US-Mexico-Canada Agreement Advantages Over NAFTA Relating To Intellectual Property, Agriculture and Automotive Manufacturing
Passage of the United States-Mexico-Canada Agreement (USMCA) has recently been characterized by the media as a political issue, with President Trump pushing for a vote by year’s end and House Speaker Nancy Pelosi not committing to a timetable for calling the vote. The USMCA was originally signed by United States President Donald Trump, Mexican President Enrique Peña Nieto and Canadian Prime Minister Justin Trudeau on November 30, 2018. However, to become effective, the USMCA needs to be ratified, and the enabling legislation passed by the respective legislatures of each country. Mexico became the first country to ratify the agreement on June 19, 2019. The United States and Canada have not yet ratified the USMCA, with Canada indicating that it would only ratify the USMCA in tandem with the United States.
After the USMCA goes into effect, it will completely replace the North American Free Trade Agreement (NAFTA). Many of the USMCA’s provisions are carried over from NAFTA, however, there are several important differences, particularly with respect to digital trade and provisions affecting the dairy and automotive industries. The following highlights several important advantages of the USMCA, with many of these requirements being phased in over several years:
- Requires a minimum copyright term of seventy (70) years after the life of the author, or seventy-five (75) years after the date of the first authorized publication for works with a term that is not based on the life of a person;
- Provides a minimum term of fifteen (15) years of protection for industrial designs and ten (10) years of data protection for agricultural chemicals and biologic medicines;
- Prohibits customs duties from being imposed on the importation or exportation of digital products that are distributed electronically, such as e-books, games, music, software, videos, etc;
- Provides limitations on a government’s ability to require a company to disclose its proprietary computer source code or algorithms;
- Limits civil liability for internet companies that host third-party content online; and
- Provides for certain civil and criminal protections against the misappropriation of trade secrets, including by state-owned enterprises.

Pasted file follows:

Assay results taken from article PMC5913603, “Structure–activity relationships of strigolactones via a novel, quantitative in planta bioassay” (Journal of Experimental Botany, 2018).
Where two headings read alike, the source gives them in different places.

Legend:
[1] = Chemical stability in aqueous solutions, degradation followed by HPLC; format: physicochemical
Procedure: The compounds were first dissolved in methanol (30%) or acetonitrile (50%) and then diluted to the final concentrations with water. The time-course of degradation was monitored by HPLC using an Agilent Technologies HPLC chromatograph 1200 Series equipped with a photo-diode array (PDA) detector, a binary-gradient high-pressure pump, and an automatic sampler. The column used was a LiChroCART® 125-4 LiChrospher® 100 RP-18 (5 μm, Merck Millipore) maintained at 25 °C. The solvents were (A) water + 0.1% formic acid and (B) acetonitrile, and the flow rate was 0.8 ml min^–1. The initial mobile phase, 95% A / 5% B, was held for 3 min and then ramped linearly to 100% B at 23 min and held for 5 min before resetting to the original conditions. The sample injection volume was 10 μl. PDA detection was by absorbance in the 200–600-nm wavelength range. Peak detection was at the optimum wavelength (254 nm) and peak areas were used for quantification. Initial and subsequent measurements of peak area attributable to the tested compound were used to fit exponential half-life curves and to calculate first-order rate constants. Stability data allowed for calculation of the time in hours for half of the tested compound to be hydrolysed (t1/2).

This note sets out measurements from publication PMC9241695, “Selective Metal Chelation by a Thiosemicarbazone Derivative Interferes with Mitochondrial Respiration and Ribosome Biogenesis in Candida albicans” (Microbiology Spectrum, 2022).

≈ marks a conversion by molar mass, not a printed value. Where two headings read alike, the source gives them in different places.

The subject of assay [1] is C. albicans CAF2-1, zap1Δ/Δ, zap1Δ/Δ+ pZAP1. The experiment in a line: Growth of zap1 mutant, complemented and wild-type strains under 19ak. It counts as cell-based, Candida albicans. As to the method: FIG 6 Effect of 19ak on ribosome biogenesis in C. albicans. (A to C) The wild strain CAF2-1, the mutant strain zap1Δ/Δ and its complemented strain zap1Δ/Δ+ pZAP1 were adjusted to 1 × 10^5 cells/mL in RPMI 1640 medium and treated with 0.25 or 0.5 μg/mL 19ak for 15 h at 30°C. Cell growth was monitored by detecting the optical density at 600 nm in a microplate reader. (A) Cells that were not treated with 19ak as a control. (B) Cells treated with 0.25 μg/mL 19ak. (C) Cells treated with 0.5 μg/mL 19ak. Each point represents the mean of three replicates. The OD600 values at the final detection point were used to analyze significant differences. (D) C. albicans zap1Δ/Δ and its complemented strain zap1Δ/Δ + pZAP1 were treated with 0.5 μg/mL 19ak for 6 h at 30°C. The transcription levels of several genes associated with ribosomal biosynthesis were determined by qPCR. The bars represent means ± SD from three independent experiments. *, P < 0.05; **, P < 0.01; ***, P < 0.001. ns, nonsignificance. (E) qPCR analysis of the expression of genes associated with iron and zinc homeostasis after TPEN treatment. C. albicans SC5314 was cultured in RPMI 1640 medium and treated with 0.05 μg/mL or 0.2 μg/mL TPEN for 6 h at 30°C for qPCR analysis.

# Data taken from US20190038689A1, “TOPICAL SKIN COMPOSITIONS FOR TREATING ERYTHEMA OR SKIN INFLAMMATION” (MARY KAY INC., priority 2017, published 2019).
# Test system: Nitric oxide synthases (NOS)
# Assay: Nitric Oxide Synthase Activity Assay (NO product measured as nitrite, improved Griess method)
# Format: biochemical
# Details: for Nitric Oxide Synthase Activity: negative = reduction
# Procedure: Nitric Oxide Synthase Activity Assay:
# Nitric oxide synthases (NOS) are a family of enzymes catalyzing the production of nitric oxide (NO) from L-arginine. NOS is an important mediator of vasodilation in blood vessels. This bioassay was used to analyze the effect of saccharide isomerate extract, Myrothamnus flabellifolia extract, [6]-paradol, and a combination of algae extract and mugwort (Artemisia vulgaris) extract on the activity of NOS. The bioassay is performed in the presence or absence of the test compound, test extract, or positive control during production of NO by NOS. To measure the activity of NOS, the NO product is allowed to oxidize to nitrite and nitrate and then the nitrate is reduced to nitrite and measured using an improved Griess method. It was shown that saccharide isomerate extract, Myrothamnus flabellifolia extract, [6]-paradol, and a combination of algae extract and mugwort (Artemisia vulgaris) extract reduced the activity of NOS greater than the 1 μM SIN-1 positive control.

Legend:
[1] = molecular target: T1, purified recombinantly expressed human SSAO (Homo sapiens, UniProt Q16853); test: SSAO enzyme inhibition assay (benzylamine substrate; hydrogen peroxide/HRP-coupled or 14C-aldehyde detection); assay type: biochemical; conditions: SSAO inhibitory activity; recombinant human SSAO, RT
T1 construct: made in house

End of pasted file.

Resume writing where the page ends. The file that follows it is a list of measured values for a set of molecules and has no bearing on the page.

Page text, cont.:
- All food and agricultural products that have a tariff rate of zero under NAFTA will remain at zero under the USMCA;
- Canada will provide increased tariff rate quotas on dairy and poultry products exported from the United States into Canada, including butter, cheese, cream, milk and other dairy products, and chicken, eggs and turkey;
- Tariff rate quotas allow a lower tariff rate to be imposed on quantities of a given product that are imported within the quota amount and a higher tariff rate to be imposed on all quantities exceeding the quota amount;
- Canada will eliminate milk price classes 6 and 7
- These milk price classes allow certain Canadian dairy products to be sold at reduced prices, thereby underselling United States dairy producers that sell products into Canada and other countries.
- Establishes a regional value content (RVC) requirement that seventy-five percent (75%) of an automobile’s components be made in North America in order to qualify for a tariff rate of zero;
- Establishes a new labor value content (LVC) rule that requires forty to forty-five percent (40-45%) of an automobile’s components to be made by workers earning at least $16 per hour; and
- Requires that at least seventy percent (70%) of an automaker’s steel and aluminum be sourced from North America.
According to the United States International Trade Commission, the USMCA would increase employment by 176,000 jobs (a 0.12 percent increase) and increase U.S. real GDP by $68.2 billion (a 0.35 percent increase). Accordingly, the USMCA is generally receiving broad bipartisan support and the only question remains whether political considerations will further delay and perhaps jeopardize the ratification process.
If you have any questions about the USMCA and its effect on your company’s implementation of its international trade strategies, including structuring and documenting distribution and agent agreements to export U.S. products, supply chain documentation, and partnering with foreign based distributors, suppliers and joint venturers, please contact Gary Biehn (firstname.lastname@example.org; 215.864.7007) or another member of the International Group.